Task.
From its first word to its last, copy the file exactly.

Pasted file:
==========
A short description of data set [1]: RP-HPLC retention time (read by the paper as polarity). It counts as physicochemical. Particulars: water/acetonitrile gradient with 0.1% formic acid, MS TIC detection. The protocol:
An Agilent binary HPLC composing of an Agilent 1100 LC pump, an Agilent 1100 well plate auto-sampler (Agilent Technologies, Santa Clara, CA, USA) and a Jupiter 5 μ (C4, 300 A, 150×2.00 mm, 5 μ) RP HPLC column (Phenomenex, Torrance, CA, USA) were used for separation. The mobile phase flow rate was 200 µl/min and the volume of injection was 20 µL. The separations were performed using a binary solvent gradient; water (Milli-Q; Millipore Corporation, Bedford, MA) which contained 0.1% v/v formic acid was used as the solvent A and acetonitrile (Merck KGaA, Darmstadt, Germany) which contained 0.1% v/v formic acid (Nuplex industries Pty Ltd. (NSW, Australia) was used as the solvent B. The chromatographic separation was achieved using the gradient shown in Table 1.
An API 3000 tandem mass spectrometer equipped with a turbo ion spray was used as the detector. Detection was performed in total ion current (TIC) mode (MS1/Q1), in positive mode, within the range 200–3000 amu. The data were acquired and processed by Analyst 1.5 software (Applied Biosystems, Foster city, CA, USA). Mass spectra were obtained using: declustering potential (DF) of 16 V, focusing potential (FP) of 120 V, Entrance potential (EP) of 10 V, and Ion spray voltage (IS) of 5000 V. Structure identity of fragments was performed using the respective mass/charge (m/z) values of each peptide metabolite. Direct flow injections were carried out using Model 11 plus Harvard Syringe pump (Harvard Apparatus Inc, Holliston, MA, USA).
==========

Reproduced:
A short description of data set [1]: RP-HPLC retention time (read by the paper as polarity). It counts as physicochemical. Particulars: water/acetonitrile gradient with 0.1% formic acid, MS TIC detection. The protocol:
An Agilent binary HPLC composing of an Agilent 1100 LC pump, an Agilent 1100 well plate auto-sampler (Agilent Technologies, Santa Clara, CA, USA) and a Jupiter 5 μ (C4, 300 A, 150×2.00 mm, 5 μ) RP HPLC column (Phenomenex, Torrance, CA, USA) were used for separation. The mobile phase flow rate was 200 µl/min and the volume of injection was 20 µL. The separations were performed using a binary solvent gradient; water (Milli-Q; Millipore Corporation, Bedford, MA) which contained 0.1% v/v formic acid was used as the solvent A and acetonitrile (Merck KGaA, Darmstadt, Germany) which contained 0.1% v/v formic acid (Nuplex industries Pty Ltd. (NSW, Australia) was used as the solvent B. The chromatographic separation was achieved using the gradient shown in Table 1.
An API 3000 tandem mass spectrometer equipped with a turbo ion spray was used as the detector. Detection was performed in total ion current (TIC) mode (MS1/Q1), in positive mode, within the range 200–3000 amu. The data were acquired and processed by Analyst 1.5 software (Applied Biosystems, Foster city, CA, USA). Mass spectra were obtained using: declustering potential (DF) of 16 V, focusing potential (FP) of 120 V, Entrance potential (EP) of 10 V, and Ion spray voltage (IS) of 5000 V. Structure identity of fragments was performed using the respective mass/charge (m/z) values of each peptide metabolite. Direct flow injections were carried out using Model 11 plus Harvard Syringe pump (Harvard Apparatus Inc, Holliston, MA, USA).